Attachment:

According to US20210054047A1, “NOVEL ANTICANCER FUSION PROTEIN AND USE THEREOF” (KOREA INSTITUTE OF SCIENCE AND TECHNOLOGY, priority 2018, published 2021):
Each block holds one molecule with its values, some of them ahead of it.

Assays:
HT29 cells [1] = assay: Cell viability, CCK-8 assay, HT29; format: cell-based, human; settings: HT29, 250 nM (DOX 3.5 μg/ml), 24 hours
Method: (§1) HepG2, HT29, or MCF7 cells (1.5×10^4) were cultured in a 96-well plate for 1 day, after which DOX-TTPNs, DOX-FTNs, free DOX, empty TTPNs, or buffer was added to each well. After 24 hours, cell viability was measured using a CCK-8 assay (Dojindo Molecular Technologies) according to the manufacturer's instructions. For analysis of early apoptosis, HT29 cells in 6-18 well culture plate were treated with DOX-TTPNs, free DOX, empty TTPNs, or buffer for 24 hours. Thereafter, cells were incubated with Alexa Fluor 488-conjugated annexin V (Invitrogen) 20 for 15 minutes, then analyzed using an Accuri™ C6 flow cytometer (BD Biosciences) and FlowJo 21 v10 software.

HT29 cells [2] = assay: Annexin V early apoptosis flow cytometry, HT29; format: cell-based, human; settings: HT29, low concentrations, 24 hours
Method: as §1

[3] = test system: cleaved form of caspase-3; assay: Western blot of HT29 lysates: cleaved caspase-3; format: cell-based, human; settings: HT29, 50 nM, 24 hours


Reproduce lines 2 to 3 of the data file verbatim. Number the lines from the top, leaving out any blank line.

Each block holds one molecule with its values, some of them ahead of it.

Assays: